Updated: Nov 26, 2022
Christmas. We all know it won't be quite the same this year. Fewer, smaller parties, separated from friends and loved ones and as lively as dropped pine needles.
But don't despair yet. One essential part of celebrating Christmas remains the same, and that's the Christmas songs whether they're carols, pop classics or simply personal quirky favourites.
To save you reading on when that last handful of After Eight mints is calling your name from the sweet box, I'm proud to present the first, the ultimate Pop In the Real World Christmas Crackers Spotify playlist.
It's here https://open.spotify.com/playlist/6GfGnfYSwA1J6AVJ3jXraE?si=9dr3uW0yQGmAkml_iXsnWw so you can skip straight to it without reading any more. (I recommend listening to it on Shuffle.)
Recently my twenty something son asked me not to judge him, but he really enjoyed Kylie Minogue's Christmas album. My response surprised him. I think it's one of the very best Christmas albums, full of original future classics and excellently pitched covers.
Since that exchange I've been pondering what makes a classic Christmas song and I've come up with five categories. Well, actually, I've come up with my own 'rule of six', but the sixth is albums or songs shamelessly put together with the intention of making a quick buck for minimum effort. These are gimmicky, unimaginative or just shoddy. The only common factor they share is that they are uniformly poor, and I won't be referring to these again. Bah humbugs!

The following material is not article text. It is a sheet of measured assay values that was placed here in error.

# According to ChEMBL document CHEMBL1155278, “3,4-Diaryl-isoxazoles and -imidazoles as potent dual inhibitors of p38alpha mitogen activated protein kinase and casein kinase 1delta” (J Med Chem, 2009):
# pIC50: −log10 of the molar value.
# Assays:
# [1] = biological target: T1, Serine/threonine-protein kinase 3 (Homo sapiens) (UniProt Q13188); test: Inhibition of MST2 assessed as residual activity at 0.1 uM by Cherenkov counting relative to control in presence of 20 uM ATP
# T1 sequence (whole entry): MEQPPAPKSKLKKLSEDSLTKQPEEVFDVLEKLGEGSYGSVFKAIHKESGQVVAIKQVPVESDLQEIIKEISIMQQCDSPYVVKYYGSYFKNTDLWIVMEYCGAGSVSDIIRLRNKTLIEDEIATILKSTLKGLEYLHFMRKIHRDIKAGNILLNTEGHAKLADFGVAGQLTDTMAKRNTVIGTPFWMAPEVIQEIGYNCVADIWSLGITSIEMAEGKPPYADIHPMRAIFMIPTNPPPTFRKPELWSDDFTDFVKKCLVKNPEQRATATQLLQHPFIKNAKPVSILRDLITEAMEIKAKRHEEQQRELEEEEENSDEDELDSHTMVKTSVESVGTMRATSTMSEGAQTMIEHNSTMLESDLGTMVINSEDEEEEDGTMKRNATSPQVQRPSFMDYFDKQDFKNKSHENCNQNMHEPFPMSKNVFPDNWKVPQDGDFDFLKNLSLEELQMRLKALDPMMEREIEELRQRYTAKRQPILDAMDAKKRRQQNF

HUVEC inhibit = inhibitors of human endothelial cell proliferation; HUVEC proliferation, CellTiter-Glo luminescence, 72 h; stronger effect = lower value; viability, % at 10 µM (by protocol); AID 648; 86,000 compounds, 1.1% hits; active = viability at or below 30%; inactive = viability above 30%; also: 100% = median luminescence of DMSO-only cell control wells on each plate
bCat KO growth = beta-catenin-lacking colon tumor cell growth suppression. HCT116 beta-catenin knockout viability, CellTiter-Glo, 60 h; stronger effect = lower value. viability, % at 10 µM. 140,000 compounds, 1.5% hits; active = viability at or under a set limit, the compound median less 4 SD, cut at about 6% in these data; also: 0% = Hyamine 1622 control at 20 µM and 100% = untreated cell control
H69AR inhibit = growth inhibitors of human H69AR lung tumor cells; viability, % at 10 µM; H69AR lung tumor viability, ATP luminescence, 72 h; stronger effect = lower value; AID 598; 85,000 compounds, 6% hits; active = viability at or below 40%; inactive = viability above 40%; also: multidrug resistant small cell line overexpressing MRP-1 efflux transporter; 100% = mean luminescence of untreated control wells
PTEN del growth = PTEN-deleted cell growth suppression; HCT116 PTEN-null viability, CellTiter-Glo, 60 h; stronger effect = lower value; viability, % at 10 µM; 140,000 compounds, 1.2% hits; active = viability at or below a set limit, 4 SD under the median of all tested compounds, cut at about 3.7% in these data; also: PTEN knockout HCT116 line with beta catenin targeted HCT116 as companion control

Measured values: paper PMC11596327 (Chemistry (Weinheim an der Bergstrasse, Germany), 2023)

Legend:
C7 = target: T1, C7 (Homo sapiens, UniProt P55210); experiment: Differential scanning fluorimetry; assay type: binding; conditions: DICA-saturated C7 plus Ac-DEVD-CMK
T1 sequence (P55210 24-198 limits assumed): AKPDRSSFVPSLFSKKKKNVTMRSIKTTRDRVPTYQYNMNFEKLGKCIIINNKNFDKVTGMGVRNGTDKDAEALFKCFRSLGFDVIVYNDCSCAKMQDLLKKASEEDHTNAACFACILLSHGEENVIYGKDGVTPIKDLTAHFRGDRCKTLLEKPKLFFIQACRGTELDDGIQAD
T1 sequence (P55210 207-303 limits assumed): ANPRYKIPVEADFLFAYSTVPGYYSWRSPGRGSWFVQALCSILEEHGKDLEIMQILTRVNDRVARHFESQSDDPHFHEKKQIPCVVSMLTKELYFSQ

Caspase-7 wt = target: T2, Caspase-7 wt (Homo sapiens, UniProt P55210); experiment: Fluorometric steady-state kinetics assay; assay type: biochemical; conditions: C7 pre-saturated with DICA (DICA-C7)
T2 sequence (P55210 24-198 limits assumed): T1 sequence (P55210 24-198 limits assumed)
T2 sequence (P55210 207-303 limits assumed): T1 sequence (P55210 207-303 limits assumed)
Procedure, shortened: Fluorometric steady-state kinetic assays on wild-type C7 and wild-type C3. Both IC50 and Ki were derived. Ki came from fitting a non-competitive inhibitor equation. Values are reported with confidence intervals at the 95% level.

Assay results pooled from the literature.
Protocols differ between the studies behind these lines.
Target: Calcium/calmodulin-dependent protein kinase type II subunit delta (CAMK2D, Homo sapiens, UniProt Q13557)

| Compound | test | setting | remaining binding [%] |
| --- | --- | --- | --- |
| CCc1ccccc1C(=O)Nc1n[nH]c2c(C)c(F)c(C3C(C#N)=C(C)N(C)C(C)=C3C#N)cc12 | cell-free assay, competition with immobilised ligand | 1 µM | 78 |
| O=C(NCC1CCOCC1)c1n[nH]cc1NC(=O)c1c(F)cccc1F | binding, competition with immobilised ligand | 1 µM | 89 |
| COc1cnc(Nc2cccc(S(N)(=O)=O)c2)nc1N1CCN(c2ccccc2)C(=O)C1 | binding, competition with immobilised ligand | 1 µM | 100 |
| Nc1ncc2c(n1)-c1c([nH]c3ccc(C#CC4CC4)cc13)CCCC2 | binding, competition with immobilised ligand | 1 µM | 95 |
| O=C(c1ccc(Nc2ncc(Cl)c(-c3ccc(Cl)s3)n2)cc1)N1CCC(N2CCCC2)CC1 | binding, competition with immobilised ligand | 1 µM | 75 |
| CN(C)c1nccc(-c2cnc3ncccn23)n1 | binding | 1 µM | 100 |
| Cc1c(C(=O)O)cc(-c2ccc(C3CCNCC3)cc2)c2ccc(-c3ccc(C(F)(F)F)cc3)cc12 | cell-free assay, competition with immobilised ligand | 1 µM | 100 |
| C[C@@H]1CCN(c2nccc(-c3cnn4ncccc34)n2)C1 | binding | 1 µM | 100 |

The first worthwhile category contains songs that we associate with Christmas because they were in the charts at the right time, or because they they reference Christmas without intending to be taken as Christmas songs.
An example is The Flying Pickets version of Only You which was the Christmas No 1 in 1983. Until then it was known as Yazoo's debut single. 'Mad World' by Michael Andrews and Gary Jules is another, downbeat example, as are any of the X Factor number 1s timed to perfection for many years and destroying the prestige of the Christmas No 1 in the process.
The second category is for observational songs that are about Christmas without intending to raise the Christmas spirit. 'Thank God It's Not Christmas' by Sparks, 'Christmas' from The Who's 'Tommy' and 'Christmas At the Airport' from Nick Lowe's excellent 'Quality Street' selection fall into this category.